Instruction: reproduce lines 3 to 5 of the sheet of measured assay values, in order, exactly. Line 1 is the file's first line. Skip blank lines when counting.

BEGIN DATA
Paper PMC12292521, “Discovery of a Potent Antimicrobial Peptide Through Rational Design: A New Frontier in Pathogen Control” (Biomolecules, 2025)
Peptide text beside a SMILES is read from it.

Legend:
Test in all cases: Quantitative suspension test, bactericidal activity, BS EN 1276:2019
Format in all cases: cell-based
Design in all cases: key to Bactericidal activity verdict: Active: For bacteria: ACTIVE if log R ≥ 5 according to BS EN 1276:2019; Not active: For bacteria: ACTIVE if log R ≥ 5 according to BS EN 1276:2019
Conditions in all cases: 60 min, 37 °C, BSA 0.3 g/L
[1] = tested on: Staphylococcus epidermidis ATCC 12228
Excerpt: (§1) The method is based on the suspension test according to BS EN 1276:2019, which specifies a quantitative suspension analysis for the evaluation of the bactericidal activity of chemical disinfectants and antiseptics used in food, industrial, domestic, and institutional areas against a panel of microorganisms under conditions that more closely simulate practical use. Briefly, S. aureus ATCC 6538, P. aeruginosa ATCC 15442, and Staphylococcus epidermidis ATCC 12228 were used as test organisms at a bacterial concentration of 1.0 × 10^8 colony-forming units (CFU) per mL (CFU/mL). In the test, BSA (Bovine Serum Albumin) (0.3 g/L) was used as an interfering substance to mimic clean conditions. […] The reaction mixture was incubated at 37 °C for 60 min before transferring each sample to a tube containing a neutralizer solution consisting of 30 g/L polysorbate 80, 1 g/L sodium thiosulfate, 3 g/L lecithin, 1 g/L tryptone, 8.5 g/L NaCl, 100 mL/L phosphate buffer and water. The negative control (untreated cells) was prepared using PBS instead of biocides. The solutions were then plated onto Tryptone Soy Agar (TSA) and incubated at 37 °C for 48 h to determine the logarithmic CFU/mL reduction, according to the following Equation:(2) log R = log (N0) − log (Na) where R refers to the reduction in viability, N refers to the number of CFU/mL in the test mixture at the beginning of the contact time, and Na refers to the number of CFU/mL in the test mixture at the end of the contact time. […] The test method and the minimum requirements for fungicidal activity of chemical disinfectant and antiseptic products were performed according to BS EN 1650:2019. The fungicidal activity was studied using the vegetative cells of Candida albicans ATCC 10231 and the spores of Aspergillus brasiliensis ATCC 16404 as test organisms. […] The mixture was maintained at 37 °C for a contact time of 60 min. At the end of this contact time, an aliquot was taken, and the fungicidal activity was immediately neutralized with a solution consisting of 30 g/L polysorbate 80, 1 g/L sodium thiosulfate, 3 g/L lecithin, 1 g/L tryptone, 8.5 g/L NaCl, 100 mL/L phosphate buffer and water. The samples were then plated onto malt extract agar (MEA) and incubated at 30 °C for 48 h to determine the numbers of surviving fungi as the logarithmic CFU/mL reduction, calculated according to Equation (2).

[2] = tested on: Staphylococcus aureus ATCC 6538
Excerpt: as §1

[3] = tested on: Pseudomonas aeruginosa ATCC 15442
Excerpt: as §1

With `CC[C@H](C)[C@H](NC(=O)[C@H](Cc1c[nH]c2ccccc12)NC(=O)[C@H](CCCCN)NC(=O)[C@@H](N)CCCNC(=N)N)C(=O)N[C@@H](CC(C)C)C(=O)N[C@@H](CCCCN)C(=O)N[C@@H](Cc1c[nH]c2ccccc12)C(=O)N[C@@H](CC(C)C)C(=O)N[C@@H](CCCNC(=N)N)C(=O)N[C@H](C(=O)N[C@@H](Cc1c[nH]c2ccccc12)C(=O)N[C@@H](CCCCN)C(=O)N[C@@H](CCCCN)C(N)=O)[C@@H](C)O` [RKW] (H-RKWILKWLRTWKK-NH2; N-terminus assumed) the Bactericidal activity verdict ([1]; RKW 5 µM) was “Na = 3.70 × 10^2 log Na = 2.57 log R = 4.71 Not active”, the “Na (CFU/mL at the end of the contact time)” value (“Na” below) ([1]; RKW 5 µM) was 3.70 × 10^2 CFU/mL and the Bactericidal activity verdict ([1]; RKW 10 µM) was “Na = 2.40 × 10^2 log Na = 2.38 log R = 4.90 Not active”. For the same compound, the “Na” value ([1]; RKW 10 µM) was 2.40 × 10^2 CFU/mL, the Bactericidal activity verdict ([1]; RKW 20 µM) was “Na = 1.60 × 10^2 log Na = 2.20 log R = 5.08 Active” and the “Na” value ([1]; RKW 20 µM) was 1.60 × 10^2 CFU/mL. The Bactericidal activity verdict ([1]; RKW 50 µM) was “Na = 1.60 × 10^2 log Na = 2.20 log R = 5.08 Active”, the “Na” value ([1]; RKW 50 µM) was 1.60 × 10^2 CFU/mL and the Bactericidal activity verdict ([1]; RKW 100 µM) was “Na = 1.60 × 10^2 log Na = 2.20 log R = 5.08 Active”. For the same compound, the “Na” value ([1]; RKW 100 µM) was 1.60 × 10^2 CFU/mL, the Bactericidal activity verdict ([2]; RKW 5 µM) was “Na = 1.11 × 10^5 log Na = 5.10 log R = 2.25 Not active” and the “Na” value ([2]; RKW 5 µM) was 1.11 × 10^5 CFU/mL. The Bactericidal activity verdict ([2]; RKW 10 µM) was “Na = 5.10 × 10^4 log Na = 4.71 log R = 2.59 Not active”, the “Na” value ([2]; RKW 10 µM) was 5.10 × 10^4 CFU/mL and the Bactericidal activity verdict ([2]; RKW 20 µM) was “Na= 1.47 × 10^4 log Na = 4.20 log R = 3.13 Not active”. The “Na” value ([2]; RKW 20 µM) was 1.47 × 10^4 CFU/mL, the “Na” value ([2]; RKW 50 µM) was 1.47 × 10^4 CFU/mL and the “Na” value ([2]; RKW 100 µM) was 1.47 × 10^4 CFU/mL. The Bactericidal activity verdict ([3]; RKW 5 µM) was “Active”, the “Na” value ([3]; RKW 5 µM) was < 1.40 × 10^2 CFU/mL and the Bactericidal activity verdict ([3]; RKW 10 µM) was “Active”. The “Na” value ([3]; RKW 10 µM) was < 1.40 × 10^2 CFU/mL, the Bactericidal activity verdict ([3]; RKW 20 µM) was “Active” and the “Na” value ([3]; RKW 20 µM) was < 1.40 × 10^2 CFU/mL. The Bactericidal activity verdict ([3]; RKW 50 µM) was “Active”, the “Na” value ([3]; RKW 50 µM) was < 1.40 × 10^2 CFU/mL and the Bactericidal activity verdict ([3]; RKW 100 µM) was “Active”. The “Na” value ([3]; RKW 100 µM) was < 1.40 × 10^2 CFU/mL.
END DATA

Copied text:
Legend:
Test in all cases: Quantitative suspension test, bactericidal activity, BS EN 1276:2019
Format in all cases: cell-based